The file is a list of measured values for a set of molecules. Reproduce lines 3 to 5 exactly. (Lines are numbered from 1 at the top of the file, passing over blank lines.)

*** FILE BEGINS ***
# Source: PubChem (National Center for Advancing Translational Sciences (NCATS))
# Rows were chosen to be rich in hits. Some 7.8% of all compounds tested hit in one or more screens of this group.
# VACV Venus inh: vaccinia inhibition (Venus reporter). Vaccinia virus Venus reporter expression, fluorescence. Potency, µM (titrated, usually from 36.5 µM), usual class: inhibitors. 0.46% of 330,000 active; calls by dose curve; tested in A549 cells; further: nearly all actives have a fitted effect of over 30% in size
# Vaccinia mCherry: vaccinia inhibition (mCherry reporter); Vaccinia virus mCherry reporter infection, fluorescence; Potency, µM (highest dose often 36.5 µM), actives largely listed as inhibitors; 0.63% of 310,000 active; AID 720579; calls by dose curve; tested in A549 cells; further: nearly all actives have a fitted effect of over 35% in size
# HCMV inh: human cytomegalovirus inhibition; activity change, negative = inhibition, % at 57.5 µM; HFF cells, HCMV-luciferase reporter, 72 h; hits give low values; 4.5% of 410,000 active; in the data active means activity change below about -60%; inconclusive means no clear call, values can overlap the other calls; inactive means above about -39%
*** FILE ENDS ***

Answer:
# VACV Venus inh: vaccinia inhibition (Venus reporter). Vaccinia virus Venus reporter expression, fluorescence. Potency, µM (titrated, usually from 36.5 µM), usual class: inhibitors. 0.46% of 330,000 active; calls by dose curve; tested in A549 cells; further: nearly all actives have a fitted effect of over 30% in size
# Vaccinia mCherry: vaccinia inhibition (mCherry reporter); Vaccinia virus mCherry reporter infection, fluorescence; Potency, µM (highest dose often 36.5 µM), actives largely listed as inhibitors; 0.63% of 310,000 active; AID 720579; calls by dose curve; tested in A549 cells; further: nearly all actives have a fitted effect of over 35% in size
# HCMV inh: human cytomegalovirus inhibition; activity change, negative = inhibition, % at 57.5 µM; HFF cells, HCMV-luciferase reporter, 72 h; hits give low values; 4.5% of 410,000 active; in the data active means activity change below about -60%; inconclusive means no clear call, values can overlap the other calls; inactive means above about -39%